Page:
"It's been about a year since the original RIM BlackBerry 9700 Bold series made its debut, and while it remains a very solid device, it's about time that a flashier, faster model took over the reigns. And that device would be the RIM BlackBerry Bold 9700. Not only is it T-Mobile's first 3G BlackBerry, but its sleeker design and performance enhancements make it a valuable addition to the carrier's lineup. The Bold also offers UMA support for Wi-Fi calls, a faster processor, and an updated OS. The only major downside of the smartphone, and one that plagues all BlackBerry devices, unfortunately, is the Web browser. It simply doesn't stand up to the competition in terms of ease of use or functionality. That said, if you're after a powerful messaging smartphone, the RIM BlackBerry Bold 9700 certainly has our vote of confidence. It offers more speed and features than T-Mobile's other BlackBerry offerings and gets the upper hand on the T-Mobile Dash 3G with its UMA support. As of press time, T-Mobile did not reveal a specific release date but said the Bold 9700 would be available in time for the holidays for $199.99 with a two-year contract. Design The RIM BlackBerry Bold 9700 looks nothing like its predecessor. Gone is the wide, masculine body, and in its place is a more svelte, compact smartphone that should fulfill RIM's hope of attracting both men and women, and consumers and professionals. At 4.29 inches tall by 2.36 inches wide by 0.56 inch thick and 4.3 ounces, the Bold 9700 is certainly more pocketable and is even smaller and lighter than the BlackBerry Tour. It feels solid in the hand and features a similar leatherette backing as the original Bold to give it a classy touch. In addition, the chrome edges and lines between the keyboard rows add to the handset's appeal. For a CNET Review please click here: http://reviews.cnet.com/smartphones/rim-blackberry-bold-9700/4505-6452_7-33785661.html "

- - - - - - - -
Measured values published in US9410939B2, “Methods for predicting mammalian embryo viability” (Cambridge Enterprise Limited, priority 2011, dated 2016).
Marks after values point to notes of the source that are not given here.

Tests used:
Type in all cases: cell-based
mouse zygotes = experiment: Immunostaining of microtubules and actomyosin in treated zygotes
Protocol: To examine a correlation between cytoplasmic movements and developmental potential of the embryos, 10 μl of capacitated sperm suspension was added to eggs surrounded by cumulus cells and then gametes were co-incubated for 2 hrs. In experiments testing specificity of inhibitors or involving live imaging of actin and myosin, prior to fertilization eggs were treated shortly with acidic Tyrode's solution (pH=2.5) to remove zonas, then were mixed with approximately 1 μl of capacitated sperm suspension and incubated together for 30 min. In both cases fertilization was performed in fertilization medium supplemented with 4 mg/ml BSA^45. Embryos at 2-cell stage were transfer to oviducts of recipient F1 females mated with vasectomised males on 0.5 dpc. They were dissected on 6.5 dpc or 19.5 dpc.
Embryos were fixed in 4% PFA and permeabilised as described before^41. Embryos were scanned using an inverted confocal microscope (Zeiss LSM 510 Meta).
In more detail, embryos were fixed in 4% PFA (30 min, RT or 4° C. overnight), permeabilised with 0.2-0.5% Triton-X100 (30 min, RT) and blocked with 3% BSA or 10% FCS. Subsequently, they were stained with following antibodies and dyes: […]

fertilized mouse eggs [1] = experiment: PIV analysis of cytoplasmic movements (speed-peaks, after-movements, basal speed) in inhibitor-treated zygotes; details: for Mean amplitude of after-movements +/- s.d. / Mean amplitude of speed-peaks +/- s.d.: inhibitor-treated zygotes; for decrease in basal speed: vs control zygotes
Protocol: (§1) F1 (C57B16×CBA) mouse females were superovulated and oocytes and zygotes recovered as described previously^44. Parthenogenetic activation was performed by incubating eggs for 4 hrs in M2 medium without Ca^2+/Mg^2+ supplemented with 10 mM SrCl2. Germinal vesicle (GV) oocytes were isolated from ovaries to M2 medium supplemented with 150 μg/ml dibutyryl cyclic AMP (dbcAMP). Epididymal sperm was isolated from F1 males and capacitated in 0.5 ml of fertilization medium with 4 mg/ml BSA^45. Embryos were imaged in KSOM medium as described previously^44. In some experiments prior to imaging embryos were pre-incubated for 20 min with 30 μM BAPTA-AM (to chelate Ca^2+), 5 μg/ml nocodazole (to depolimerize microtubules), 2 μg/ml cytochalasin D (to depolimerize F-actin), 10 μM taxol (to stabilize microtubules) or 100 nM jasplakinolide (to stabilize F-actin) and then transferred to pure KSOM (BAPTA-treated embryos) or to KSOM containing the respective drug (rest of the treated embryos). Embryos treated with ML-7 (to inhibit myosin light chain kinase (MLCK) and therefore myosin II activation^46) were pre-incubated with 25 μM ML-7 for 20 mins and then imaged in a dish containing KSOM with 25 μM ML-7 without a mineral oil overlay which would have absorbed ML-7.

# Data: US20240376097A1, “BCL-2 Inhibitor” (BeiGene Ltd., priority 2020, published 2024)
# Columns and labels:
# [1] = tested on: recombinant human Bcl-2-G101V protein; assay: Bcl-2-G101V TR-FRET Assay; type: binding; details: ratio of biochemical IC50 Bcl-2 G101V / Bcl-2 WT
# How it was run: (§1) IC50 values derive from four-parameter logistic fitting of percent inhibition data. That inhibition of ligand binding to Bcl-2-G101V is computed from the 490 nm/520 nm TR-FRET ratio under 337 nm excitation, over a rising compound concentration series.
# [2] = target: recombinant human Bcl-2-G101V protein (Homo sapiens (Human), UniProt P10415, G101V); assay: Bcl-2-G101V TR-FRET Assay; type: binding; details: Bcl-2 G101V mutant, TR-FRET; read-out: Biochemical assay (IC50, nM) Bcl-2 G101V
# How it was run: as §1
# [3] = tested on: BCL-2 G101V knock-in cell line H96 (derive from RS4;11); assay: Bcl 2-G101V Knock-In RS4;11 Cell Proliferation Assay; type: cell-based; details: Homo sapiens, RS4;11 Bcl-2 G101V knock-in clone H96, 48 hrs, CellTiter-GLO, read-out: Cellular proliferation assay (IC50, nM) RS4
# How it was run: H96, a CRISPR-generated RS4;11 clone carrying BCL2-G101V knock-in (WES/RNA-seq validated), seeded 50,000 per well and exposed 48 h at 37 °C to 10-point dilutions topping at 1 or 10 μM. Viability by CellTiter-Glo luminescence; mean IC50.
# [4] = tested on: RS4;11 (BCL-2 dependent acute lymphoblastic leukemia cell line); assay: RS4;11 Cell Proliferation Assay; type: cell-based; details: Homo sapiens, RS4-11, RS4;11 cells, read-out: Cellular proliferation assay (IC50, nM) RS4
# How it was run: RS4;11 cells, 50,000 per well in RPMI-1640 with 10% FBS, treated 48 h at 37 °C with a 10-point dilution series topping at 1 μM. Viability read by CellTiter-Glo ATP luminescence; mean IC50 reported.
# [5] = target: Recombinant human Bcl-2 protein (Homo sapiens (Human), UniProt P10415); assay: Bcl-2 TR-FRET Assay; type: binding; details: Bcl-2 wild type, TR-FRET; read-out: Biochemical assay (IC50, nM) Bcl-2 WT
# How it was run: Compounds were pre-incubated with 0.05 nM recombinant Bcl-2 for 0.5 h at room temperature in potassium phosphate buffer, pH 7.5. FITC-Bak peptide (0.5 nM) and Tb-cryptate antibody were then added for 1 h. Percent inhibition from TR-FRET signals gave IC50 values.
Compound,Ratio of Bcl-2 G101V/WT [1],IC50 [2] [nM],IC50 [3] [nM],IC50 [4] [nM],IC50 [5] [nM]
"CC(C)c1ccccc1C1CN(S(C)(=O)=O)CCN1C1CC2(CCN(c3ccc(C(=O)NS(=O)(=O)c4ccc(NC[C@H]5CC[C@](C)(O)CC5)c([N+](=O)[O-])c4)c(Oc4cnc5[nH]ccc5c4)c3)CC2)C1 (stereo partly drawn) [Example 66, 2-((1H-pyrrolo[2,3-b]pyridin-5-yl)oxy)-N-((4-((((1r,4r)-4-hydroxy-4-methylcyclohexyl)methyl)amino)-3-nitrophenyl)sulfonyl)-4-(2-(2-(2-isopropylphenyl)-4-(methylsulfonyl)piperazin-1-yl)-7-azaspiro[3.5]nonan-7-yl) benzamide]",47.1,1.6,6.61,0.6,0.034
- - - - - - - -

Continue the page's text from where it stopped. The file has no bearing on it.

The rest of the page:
"Computer Vision Syndrome and Computer Glasses by Wendy Strouse Watt, O.D. October 2003 People who spend more than two hours on a computer each day will experience symptoms of CVS or Computer Vision Syndrome. The most common symptoms include headaches, focusing difficulties, burning eyes, tired eyes, general eyestrain, aching eyes, dry eyes, double vision, blurred vision, light sensitivity, and neck and shoulder pain. Click Here for a great article: http://www.mdsupport.org/library/cvs.html "